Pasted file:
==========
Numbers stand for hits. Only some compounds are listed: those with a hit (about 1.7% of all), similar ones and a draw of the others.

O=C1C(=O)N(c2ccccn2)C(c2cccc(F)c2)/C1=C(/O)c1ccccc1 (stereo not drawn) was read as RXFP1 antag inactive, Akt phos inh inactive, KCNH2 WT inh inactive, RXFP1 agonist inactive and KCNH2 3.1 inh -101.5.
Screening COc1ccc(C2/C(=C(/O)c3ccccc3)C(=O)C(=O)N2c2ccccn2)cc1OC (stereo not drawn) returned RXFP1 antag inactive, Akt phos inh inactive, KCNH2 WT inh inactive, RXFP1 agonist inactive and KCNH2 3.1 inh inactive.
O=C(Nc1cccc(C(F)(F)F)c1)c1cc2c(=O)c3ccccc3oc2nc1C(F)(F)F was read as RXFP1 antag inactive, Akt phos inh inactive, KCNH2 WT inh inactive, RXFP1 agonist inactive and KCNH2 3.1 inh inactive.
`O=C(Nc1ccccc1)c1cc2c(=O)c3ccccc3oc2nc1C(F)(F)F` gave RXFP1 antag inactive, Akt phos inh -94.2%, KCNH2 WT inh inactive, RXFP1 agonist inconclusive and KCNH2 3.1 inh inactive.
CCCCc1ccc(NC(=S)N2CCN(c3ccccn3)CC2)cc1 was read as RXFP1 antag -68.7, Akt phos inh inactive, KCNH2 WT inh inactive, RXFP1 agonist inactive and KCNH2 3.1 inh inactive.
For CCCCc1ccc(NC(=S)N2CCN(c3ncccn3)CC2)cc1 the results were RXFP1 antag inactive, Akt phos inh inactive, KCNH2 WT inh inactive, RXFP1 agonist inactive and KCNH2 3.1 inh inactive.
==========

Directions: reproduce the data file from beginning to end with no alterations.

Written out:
Numbers stand for hits. Only some compounds are listed: those with a hit (about 1.7% of all), similar ones and a draw of the others.

O=C1C(=O)N(c2ccccn2)C(c2cccc(F)c2)/C1=C(/O)c1ccccc1 (stereo not drawn) was read as RXFP1 antag inactive, Akt phos inh inactive, KCNH2 WT inh inactive, RXFP1 agonist inactive and KCNH2 3.1 inh -101.5.
Screening COc1ccc(C2/C(=C(/O)c3ccccc3)C(=O)C(=O)N2c2ccccn2)cc1OC (stereo not drawn) returned RXFP1 antag inactive, Akt phos inh inactive, KCNH2 WT inh inactive, RXFP1 agonist inactive and KCNH2 3.1 inh inactive.
O=C(Nc1cccc(C(F)(F)F)c1)c1cc2c(=O)c3ccccc3oc2nc1C(F)(F)F was read as RXFP1 antag inactive, Akt phos inh inactive, KCNH2 WT inh inactive, RXFP1 agonist inactive and KCNH2 3.1 inh inactive.
`O=C(Nc1ccccc1)c1cc2c(=O)c3ccccc3oc2nc1C(F)(F)F` gave RXFP1 antag inactive, Akt phos inh -94.2%, KCNH2 WT inh inactive, RXFP1 agonist inconclusive and KCNH2 3.1 inh inactive.
CCCCc1ccc(NC(=S)N2CCN(c3ccccn3)CC2)cc1 was read as RXFP1 antag -68.7, Akt phos inh inactive, KCNH2 WT inh inactive, RXFP1 agonist inactive and KCNH2 3.1 inh inactive.
For CCCCc1ccc(NC(=S)N2CCN(c3ncccn3)CC2)cc1 the results were RXFP1 antag inactive, Akt phos inh inactive, KCNH2 WT inh inactive, RXFP1 agonist inactive and KCNH2 3.1 inh inactive.